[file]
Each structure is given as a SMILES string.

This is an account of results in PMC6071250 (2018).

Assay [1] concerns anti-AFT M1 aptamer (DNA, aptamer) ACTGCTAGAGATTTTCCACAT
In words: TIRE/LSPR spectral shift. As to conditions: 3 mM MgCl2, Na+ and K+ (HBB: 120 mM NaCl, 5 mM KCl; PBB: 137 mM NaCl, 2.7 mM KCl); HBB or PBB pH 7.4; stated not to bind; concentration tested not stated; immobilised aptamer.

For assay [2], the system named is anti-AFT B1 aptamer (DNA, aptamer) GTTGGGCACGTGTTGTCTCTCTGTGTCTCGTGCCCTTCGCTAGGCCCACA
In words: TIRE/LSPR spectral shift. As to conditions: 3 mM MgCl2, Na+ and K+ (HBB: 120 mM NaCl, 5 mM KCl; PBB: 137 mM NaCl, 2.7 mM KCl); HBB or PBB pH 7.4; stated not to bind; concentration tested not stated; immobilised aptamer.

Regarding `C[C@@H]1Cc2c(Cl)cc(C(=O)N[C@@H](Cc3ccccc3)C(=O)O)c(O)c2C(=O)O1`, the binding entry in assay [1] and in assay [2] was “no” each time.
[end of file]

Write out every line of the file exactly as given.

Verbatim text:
Each structure is given as a SMILES string.

This is an account of results in PMC6071250 (2018).

Assay [1] concerns anti-AFT M1 aptamer (DNA, aptamer) ACTGCTAGAGATTTTCCACAT
In words: TIRE/LSPR spectral shift. As to conditions: 3 mM MgCl2, Na+ and K+ (HBB: 120 mM NaCl, 5 mM KCl; PBB: 137 mM NaCl, 2.7 mM KCl); HBB or PBB pH 7.4; stated not to bind; concentration tested not stated; immobilised aptamer.

For assay [2], the system named is anti-AFT B1 aptamer (DNA, aptamer) GTTGGGCACGTGTTGTCTCTCTGTGTCTCGTGCCCTTCGCTAGGCCCACA
In words: TIRE/LSPR spectral shift. As to conditions: 3 mM MgCl2, Na+ and K+ (HBB: 120 mM NaCl, 5 mM KCl; PBB: 137 mM NaCl, 2.7 mM KCl); HBB or PBB pH 7.4; stated not to bind; concentration tested not stated; immobilised aptamer.

Regarding `C[C@@H]1Cc2c(Cl)cc(C(=O)N[C@@H](Cc3ccccc3)C(=O)O)c(O)c2C(=O)O1`, the binding entry in assay [1] and in assay [2] was “no” each time.